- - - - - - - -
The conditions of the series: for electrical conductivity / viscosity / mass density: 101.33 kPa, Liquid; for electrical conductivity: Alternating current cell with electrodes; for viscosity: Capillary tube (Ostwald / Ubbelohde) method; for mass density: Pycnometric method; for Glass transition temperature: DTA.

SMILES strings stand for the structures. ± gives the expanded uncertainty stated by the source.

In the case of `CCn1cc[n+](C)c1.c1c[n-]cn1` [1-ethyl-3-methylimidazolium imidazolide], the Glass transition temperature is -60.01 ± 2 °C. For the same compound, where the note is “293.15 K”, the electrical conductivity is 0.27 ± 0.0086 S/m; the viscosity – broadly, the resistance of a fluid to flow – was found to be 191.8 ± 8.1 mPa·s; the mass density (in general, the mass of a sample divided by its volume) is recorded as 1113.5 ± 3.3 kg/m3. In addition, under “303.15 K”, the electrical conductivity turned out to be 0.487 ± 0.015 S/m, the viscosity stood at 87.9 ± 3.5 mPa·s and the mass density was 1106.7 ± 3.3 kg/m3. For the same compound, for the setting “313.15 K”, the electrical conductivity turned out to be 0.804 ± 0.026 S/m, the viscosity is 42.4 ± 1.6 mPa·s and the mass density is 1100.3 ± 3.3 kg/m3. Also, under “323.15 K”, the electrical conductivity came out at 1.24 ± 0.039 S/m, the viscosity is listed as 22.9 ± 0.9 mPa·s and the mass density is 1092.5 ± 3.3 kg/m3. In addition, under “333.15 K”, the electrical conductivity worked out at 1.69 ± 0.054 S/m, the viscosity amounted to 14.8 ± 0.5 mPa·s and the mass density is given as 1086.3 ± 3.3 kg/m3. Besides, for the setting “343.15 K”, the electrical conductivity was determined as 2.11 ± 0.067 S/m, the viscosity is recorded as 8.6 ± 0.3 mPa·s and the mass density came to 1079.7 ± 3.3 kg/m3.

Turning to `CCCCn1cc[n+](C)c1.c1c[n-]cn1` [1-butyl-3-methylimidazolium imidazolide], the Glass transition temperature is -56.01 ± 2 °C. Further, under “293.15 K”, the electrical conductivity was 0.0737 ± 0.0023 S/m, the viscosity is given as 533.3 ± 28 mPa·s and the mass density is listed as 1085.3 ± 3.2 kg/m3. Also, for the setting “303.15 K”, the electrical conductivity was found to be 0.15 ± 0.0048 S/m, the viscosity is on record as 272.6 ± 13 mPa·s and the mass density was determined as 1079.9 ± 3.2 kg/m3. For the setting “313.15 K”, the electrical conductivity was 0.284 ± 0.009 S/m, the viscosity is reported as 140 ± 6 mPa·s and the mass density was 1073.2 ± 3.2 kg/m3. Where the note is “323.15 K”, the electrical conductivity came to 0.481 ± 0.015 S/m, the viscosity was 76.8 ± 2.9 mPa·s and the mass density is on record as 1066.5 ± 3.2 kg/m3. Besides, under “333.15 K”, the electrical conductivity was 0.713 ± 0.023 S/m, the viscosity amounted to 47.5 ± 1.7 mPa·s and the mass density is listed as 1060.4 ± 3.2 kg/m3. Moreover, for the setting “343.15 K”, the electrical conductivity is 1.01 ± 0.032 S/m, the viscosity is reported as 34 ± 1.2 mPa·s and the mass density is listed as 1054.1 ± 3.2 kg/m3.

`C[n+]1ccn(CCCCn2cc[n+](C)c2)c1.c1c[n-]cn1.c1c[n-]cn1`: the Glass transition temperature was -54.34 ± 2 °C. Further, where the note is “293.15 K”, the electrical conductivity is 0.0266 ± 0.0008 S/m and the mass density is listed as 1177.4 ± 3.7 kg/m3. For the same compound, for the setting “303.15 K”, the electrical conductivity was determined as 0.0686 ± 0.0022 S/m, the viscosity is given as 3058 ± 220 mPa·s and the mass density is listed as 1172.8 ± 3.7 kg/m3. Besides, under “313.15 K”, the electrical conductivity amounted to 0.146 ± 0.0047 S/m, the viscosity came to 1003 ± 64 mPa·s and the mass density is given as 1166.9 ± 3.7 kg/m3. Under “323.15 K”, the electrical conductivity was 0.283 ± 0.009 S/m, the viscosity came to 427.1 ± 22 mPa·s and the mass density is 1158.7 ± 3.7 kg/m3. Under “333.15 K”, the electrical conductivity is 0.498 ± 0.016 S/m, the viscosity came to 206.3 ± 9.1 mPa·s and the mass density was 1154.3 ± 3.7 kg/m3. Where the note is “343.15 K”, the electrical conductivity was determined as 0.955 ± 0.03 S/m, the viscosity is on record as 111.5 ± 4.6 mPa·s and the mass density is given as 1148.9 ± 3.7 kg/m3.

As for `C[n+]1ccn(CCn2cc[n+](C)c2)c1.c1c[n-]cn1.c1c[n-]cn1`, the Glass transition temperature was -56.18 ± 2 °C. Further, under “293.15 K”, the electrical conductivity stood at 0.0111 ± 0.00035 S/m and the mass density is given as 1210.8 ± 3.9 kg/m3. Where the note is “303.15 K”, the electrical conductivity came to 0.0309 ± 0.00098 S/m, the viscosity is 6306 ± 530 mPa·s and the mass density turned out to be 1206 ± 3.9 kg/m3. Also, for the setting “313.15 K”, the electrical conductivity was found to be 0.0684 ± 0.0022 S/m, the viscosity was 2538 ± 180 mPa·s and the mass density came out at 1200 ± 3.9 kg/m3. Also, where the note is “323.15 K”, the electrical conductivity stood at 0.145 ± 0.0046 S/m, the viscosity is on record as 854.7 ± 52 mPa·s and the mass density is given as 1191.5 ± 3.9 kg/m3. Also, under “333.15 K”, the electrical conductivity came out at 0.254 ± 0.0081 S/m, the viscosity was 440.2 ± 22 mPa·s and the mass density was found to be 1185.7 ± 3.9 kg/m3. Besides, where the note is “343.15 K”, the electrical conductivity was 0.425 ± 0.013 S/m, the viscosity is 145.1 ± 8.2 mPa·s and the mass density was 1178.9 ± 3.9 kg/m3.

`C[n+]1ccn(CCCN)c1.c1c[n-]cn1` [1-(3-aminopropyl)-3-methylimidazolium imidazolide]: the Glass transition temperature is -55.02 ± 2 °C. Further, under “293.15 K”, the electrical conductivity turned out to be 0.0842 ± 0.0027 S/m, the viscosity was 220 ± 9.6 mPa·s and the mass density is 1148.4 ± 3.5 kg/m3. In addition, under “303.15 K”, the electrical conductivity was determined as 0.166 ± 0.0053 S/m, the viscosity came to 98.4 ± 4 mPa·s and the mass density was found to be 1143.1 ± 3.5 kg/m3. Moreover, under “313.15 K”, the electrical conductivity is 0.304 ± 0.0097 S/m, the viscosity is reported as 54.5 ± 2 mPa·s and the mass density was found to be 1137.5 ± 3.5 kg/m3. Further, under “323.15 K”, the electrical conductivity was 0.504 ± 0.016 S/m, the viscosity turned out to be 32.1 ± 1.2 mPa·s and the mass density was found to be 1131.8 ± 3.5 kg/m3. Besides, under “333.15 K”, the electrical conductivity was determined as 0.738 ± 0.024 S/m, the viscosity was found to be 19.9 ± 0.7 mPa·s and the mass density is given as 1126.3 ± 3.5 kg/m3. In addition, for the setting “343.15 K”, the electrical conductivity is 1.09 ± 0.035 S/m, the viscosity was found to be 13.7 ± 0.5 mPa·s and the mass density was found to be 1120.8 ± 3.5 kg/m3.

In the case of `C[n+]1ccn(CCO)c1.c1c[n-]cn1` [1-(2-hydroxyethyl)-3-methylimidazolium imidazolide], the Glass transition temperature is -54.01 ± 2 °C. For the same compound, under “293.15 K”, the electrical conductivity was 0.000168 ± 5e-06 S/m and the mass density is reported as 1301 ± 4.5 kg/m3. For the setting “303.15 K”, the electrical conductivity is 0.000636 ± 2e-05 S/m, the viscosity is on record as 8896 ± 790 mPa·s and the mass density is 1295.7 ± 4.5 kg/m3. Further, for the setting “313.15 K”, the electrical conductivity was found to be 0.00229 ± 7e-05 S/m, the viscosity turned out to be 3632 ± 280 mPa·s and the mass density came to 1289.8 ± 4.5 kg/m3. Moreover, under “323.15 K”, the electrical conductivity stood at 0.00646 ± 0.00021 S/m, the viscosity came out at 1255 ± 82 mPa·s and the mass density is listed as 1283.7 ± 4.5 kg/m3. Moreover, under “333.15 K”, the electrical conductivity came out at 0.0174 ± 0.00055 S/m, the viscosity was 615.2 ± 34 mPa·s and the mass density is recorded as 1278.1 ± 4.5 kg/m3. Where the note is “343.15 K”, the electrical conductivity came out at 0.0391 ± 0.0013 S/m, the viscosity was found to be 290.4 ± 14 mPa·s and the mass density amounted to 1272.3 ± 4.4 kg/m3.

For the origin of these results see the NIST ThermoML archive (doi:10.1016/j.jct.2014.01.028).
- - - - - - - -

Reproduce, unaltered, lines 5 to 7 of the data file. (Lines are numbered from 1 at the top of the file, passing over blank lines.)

`C[n+]1ccn(CCCCn2cc[n+](C)c2)c1.c1c[n-]cn1.c1c[n-]cn1`: the Glass transition temperature was -54.34 ± 2 °C. Further, where the note is “293.15 K”, the electrical conductivity is 0.0266 ± 0.0008 S/m and the mass density is listed as 1177.4 ± 3.7 kg/m3. For the same compound, for the setting “303.15 K”, the electrical conductivity was determined as 0.0686 ± 0.0022 S/m, the viscosity is given as 3058 ± 220 mPa·s and the mass density is listed as 1172.8 ± 3.7 kg/m3. Besides, under “313.15 K”, the electrical conductivity amounted to 0.146 ± 0.0047 S/m, the viscosity came to 1003 ± 64 mPa·s and the mass density is given as 1166.9 ± 3.7 kg/m3. Under “323.15 K”, the electrical conductivity was 0.283 ± 0.009 S/m, the viscosity came to 427.1 ± 22 mPa·s and the mass density is 1158.7 ± 3.7 kg/m3. Under “333.15 K”, the electrical conductivity is 0.498 ± 0.016 S/m, the viscosity came to 206.3 ± 9.1 mPa·s and the mass density was 1154.3 ± 3.7 kg/m3. Where the note is “343.15 K”, the electrical conductivity was determined as 0.955 ± 0.03 S/m, the viscosity is on record as 111.5 ± 4.6 mPa·s and the mass density is given as 1148.9 ± 3.7 kg/m3.

As for `C[n+]1ccn(CCn2cc[n+](C)c2)c1.c1c[n-]cn1.c1c[n-]cn1`, the Glass transition temperature was -56.18 ± 2 °C. Further, under “293.15 K”, the electrical conductivity stood at 0.0111 ± 0.00035 S/m and the mass density is given as 1210.8 ± 3.9 kg/m3. Where the note is “303.15 K”, the electrical conductivity came to 0.0309 ± 0.00098 S/m, the viscosity is 6306 ± 530 mPa·s and the mass density turned out to be 1206 ± 3.9 kg/m3. Also, for the setting “313.15 K”, the electrical conductivity was found to be 0.0684 ± 0.0022 S/m, the viscosity was 2538 ± 180 mPa·s and the mass density came out at 1200 ± 3.9 kg/m3. Also, where the note is “323.15 K”, the electrical conductivity stood at 0.145 ± 0.0046 S/m, the viscosity is on record as 854.7 ± 52 mPa·s and the mass density is given as 1191.5 ± 3.9 kg/m3. Also, under “333.15 K”, the electrical conductivity came out at 0.254 ± 0.0081 S/m, the viscosity was 440.2 ± 22 mPa·s and the mass density was found to be 1185.7 ± 3.9 kg/m3. Besides, where the note is “343.15 K”, the electrical conductivity was 0.425 ± 0.013 S/m, the viscosity is 145.1 ± 8.2 mPa·s and the mass density was 1178.9 ± 3.9 kg/m3.

`C[n+]1ccn(CCCN)c1.c1c[n-]cn1` [1-(3-aminopropyl)-3-methylimidazolium imidazolide]: the Glass transition temperature is -55.02 ± 2 °C. Further, under “293.15 K”, the electrical conductivity turned out to be 0.0842 ± 0.0027 S/m, the viscosity was 220 ± 9.6 mPa·s and the mass density is 1148.4 ± 3.5 kg/m3. In addition, under “303.15 K”, the electrical conductivity was determined as 0.166 ± 0.0053 S/m, the viscosity came to 98.4 ± 4 mPa·s and the mass density was found to be 1143.1 ± 3.5 kg/m3. Moreover, under “313.15 K”, the electrical conductivity is 0.304 ± 0.0097 S/m, the viscosity is reported as 54.5 ± 2 mPa·s and the mass density was found to be 1137.5 ± 3.5 kg/m3. Further, under “323.15 K”, the electrical conductivity was 0.504 ± 0.016 S/m, the viscosity turned out to be 32.1 ± 1.2 mPa·s and the mass density was found to be 1131.8 ± 3.5 kg/m3. Besides, under “333.15 K”, the electrical conductivity was determined as 0.738 ± 0.024 S/m, the viscosity was found to be 19.9 ± 0.7 mPa·s and the mass density is given as 1126.3 ± 3.5 kg/m3. In addition, for the setting “343.15 K”, the electrical conductivity is 1.09 ± 0.035 S/m, the viscosity was found to be 13.7 ± 0.5 mPa·s and the mass density was found to be 1120.8 ± 3.5 kg/m3.